Only LinkedIn, the business-orientated social network, seems to be thriving at the moment (its planning an IPO this year) – perhaps the reality of people being thrown out of their jobs and looking for work has had one beneficiary at least? But as a concept and business, LinkedIn is even older than the Big Two and founded at the end of 2002.

Otherwise all we’re seeing is business ideas built into small niches into the existing social media ecosphere; for example, the likes of Foursquare and GetGlue to expand the functionality of existing networks. They can’t survive on their own so they’re unlikely to be anything more than background players, and if they get too successful then you can bet that Facebook or Twitter will either buy them up or more likely simply include the functionality into their own core product, so it’s a precarious and short-lived position for those businesses to be in.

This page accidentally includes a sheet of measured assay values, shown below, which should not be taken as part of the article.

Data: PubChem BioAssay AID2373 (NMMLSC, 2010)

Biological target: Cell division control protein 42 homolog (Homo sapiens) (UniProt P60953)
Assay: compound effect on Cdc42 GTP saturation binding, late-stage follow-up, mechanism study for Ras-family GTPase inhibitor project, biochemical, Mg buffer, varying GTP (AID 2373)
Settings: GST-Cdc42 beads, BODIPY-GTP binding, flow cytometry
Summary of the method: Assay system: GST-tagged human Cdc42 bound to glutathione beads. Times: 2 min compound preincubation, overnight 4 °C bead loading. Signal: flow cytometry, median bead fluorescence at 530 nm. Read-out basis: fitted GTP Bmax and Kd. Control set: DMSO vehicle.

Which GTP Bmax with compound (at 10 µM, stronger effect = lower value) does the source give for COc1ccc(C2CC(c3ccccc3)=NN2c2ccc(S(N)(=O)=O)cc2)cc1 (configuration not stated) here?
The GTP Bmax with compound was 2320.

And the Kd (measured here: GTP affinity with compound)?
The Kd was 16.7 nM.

Looking further afield to technology, last year was supposed to be the Year of the Mobile. But then the mobile got its backside kicked by the iPad and the whole game changed. Now it’s all about tablets, and phones are so 2009. Everyone is trying to come up with the “iPad killer” (and aren’t we already as fed up of that notion as we are about the perennial annual parade of “iPhone killer” launches?) Trouble is, it takes time for rivals to create an entirely new type of product – look how long it took Nokia, RIM and Microsoft to get into the position of finally having phones that could genuinely rival Apple’s iPhone, for example. Accelerating a product to market too fast can leave it looking very poor and under-developed, leading to user disappointment (no wonder the Samsung Galaxy Tab has such high return rates) and just reinforce the market leader’s dominance by giving them an aura of untouchable quality in the meantime.